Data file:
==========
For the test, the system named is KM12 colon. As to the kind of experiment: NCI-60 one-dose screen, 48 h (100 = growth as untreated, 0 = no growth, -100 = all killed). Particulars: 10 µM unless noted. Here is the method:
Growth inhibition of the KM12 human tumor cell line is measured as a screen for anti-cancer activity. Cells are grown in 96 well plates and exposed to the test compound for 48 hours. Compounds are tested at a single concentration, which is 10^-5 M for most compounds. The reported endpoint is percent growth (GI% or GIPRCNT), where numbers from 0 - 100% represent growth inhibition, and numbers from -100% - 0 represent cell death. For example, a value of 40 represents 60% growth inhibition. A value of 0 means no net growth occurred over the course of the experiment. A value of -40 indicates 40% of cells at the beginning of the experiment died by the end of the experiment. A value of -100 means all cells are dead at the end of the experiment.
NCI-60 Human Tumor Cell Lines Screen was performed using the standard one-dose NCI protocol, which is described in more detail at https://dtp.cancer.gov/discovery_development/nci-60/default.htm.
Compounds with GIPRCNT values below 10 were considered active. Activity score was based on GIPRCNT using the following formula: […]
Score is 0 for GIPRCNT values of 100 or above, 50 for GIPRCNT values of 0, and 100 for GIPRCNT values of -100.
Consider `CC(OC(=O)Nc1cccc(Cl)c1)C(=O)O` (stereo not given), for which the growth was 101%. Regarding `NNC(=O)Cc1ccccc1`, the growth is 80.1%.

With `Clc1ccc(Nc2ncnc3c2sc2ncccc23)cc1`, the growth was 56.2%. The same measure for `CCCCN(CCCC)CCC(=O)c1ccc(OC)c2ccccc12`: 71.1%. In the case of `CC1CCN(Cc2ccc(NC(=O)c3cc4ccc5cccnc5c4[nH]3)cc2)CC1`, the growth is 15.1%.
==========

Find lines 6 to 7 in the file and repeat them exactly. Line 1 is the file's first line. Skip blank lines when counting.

Consider `CC(OC(=O)Nc1cccc(Cl)c1)C(=O)O` (stereo not given), for which the growth was 101%. Regarding `NNC(=O)Cc1ccccc1`, the growth is 80.1%.

With `Clc1ccc(Nc2ncnc3c2sc2ncccc23)cc1`, the growth was 56.2%. The same measure for `CCCCN(CCCC)CCC(=O)c1ccc(OC)c2ccccc12`: 71.1%. In the case of `CC1CCN(Cc2ccc(NC(=O)c3cc4ccc5cccnc5c4[nH]3)cc2)CC1`, the growth is 15.1%.